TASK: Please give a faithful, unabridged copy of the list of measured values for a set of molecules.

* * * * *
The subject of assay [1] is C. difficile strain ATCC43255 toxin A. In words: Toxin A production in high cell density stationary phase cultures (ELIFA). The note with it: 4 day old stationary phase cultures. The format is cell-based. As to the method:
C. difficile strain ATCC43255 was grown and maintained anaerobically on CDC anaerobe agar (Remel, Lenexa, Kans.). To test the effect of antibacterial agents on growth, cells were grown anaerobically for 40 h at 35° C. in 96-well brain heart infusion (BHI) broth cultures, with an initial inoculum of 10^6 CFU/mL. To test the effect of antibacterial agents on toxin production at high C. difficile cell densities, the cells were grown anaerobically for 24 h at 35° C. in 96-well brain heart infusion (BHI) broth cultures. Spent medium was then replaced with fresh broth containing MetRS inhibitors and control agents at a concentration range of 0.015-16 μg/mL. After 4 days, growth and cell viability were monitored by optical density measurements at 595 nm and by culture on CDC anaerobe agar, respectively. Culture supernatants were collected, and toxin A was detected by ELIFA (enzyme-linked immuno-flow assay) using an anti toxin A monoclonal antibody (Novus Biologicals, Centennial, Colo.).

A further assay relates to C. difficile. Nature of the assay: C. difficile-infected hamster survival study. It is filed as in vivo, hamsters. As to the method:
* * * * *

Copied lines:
The subject of assay [1] is C. difficile strain ATCC43255 toxin A. In words: Toxin A production in high cell density stationary phase cultures (ELIFA). The note with it: 4 day old stationary phase cultures. The format is cell-based. As to the method:
C. difficile strain ATCC43255 was grown and maintained anaerobically on CDC anaerobe agar (Remel, Lenexa, Kans.). To test the effect of antibacterial agents on growth, cells were grown anaerobically for 40 h at 35° C. in 96-well brain heart infusion (BHI) broth cultures, with an initial inoculum of 10^6 CFU/mL. To test the effect of antibacterial agents on toxin production at high C. difficile cell densities, the cells were grown anaerobically for 24 h at 35° C. in 96-well brain heart infusion (BHI) broth cultures. Spent medium was then replaced with fresh broth containing MetRS inhibitors and control agents at a concentration range of 0.015-16 μg/mL. After 4 days, growth and cell viability were monitored by optical density measurements at 595 nm and by culture on CDC anaerobe agar, respectively. Culture supernatants were collected, and toxin A was detected by ELIFA (enzyme-linked immuno-flow assay) using an anti toxin A monoclonal antibody (Novus Biologicals, Centennial, Colo.).

A further assay relates to C. difficile. Nature of the assay: C. difficile-infected hamster survival study. It is filed as in vivo, hamsters. As to the method: